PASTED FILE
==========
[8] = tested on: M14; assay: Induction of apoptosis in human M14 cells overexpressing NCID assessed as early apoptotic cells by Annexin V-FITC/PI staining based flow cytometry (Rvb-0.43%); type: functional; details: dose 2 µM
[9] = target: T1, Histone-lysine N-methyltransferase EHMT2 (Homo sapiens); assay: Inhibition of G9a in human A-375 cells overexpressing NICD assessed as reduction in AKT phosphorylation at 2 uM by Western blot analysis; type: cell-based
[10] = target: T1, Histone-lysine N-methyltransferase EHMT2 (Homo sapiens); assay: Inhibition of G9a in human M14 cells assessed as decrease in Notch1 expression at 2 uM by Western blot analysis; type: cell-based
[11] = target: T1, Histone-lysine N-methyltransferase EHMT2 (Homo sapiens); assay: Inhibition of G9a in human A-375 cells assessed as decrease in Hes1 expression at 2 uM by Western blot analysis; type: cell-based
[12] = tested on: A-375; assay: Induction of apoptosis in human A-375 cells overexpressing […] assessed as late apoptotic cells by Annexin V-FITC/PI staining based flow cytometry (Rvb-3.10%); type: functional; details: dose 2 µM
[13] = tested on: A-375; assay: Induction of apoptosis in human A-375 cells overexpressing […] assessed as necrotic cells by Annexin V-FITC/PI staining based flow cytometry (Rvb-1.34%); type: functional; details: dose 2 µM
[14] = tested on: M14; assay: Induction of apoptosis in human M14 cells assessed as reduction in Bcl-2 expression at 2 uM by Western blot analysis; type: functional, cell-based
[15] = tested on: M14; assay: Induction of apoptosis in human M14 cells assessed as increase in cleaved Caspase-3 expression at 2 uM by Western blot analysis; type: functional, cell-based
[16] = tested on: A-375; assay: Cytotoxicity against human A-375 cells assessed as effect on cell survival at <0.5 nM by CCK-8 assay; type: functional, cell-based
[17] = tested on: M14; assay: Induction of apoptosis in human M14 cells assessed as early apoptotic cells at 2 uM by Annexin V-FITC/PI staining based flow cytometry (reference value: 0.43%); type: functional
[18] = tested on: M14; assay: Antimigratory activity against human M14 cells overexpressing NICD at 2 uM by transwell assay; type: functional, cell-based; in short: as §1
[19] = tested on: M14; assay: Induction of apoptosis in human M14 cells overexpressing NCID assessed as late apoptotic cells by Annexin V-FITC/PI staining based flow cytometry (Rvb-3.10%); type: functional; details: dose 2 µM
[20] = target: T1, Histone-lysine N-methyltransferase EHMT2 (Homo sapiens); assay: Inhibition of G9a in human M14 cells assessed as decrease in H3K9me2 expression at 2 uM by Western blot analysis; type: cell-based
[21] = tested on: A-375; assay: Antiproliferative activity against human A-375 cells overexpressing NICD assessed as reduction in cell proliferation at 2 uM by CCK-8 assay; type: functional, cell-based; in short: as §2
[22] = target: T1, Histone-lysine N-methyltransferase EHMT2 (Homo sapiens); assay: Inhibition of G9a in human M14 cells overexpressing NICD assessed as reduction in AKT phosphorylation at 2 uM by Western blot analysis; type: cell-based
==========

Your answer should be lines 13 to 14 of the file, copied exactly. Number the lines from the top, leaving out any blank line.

[20] = target: T1, Histone-lysine N-methyltransferase EHMT2 (Homo sapiens); assay: Inhibition of G9a in human M14 cells assessed as decrease in H3K9me2 expression at 2 uM by Western blot analysis; type: cell-based
[21] = tested on: A-375; assay: Antiproliferative activity against human A-375 cells overexpressing NICD assessed as reduction in cell proliferation at 2 uM by CCK-8 assay; type: functional, cell-based; in short: as §2